If you are tired of pricking your fingers to obtain a sample for blood glucose testing, you may have considered using alternate testing sites to give yourself a break. However, many people wonder just how accurate a sample is when it is taken from an alternate site and, based on research, this is certainly a valid concern.
Samples taken from other sites on the body can potentially deliver an inaccurate result. If your testing results are not accurate, you could be putting yourself at risk of severe complications.
Are test results from an alternate site different?
The truth is, different parts of your body require different volumes of blood to function properly.
The fingertips, on the other hand, are the most accurate because they have good blood flow. This means you are getting the most accurate representation of your actual blood glucose level at the time of testing. Unfortunately, it can become painful to continuously test on your fingertips.
When testing from another site, such as the thigh, the palm of your hand, your forearm, abdomen or calf, it is important to know if and whether it differs from your fingertip sample so that you can make the appropriate corrections based on your results.
Fingertips are perfect for blood glucose testing. Glucose arrives at the fingertips more quickly than it does anywhere else in the body. The tips of your fingers contain lots of blood, allowing you to obtain a good-enough sized sample to perform the test. There are lots of nerves in the fingertips that require blood to feed them, ensuring there is always a steady flow of blood to the area.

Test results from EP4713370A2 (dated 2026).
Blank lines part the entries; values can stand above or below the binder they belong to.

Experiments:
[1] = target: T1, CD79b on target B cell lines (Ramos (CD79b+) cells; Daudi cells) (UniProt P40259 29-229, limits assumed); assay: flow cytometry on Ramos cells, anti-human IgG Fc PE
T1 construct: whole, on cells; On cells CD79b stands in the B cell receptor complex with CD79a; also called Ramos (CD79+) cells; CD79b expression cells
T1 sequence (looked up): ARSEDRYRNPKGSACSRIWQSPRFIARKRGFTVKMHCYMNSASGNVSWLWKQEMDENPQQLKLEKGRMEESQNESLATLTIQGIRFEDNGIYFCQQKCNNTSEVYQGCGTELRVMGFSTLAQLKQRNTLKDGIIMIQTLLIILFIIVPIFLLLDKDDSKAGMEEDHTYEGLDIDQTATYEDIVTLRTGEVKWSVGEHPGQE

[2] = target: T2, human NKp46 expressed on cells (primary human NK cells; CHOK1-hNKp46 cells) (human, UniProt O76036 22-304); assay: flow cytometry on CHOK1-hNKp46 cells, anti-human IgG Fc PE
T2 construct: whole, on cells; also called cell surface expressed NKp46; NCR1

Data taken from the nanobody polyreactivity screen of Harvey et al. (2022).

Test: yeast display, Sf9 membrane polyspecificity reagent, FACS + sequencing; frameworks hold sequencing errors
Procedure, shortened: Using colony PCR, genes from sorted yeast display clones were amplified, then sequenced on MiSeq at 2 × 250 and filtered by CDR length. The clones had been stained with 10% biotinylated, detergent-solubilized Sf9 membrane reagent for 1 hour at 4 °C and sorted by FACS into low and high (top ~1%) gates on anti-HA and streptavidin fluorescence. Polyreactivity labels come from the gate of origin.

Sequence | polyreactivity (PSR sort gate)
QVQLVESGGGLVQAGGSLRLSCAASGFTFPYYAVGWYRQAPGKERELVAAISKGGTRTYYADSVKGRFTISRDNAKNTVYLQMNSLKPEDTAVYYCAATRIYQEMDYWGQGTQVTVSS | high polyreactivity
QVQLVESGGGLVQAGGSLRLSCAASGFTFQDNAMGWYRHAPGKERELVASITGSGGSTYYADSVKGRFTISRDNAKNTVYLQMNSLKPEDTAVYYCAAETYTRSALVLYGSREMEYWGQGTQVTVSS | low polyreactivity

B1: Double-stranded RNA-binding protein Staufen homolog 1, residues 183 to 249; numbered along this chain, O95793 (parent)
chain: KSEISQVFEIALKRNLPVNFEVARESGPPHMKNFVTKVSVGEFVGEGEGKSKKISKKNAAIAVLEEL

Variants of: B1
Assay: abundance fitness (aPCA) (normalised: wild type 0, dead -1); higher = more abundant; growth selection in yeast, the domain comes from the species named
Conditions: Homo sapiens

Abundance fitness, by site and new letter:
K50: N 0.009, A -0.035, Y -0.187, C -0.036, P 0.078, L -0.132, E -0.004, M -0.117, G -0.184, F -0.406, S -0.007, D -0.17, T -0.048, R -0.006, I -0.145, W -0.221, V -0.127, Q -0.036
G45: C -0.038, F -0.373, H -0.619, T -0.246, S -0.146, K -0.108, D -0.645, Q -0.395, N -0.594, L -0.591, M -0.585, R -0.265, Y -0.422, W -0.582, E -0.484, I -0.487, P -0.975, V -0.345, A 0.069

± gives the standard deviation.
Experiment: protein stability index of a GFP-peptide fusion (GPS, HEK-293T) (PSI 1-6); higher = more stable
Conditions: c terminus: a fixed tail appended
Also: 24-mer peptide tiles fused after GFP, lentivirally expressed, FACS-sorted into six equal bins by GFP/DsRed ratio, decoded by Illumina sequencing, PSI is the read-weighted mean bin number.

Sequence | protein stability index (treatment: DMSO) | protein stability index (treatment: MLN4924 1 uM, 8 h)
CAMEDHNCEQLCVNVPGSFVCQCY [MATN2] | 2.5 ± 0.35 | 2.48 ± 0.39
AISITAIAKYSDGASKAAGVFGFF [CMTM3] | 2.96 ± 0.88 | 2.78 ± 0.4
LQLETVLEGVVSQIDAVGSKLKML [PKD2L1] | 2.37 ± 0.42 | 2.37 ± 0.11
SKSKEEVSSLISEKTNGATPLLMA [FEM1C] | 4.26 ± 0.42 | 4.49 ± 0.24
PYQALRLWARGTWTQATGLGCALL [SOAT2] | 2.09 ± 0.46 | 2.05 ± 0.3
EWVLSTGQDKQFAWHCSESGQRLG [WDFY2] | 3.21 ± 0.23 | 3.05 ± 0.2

However, the very reasons the fingertips are ideal for testing also make them a challenge. With so many nerves, there is a strong potential for the area to become sensitized over time. If you are involved in a job where you use your fingertips or if you perform an activity that requires the touch of your fingers, this may be a painful proposition.
How to ensure accurate results with Alternate Site Testing (AST)
While you may have considered alternate site testing, there are some concerns that a blood glucose result from an area of the body other than your fingertip could be inaccurate. If the results you are getting from your tests are not accurate, you could be putting your health at risk by over/underestimating the amount of insulin you need. It may also affect your A1C results, which is the indicator your doctor will use to determine how well your diabetes is being managed.
When using an alternate site for testing blood glucose, follow it up with a finger-prick test to compare. There are some studies that show routine after-meal testing from alternate sites is equivalent to fingertip testing, but it is always best to ensure you are obtaining the most accurate result possible. Furthermore, make sure to follow the AST guidelines provided by your blood glucose monitor manufacturer.
AST should be performed using a special AST lancing device. These devices have a clear tip and are specially made for testing on areas of the body other than the fingertips. Just as you should not use the AST lancing device on the fingertips, do not use fingertip lancets on alternate sites as the sample you take may return inaccurate results.
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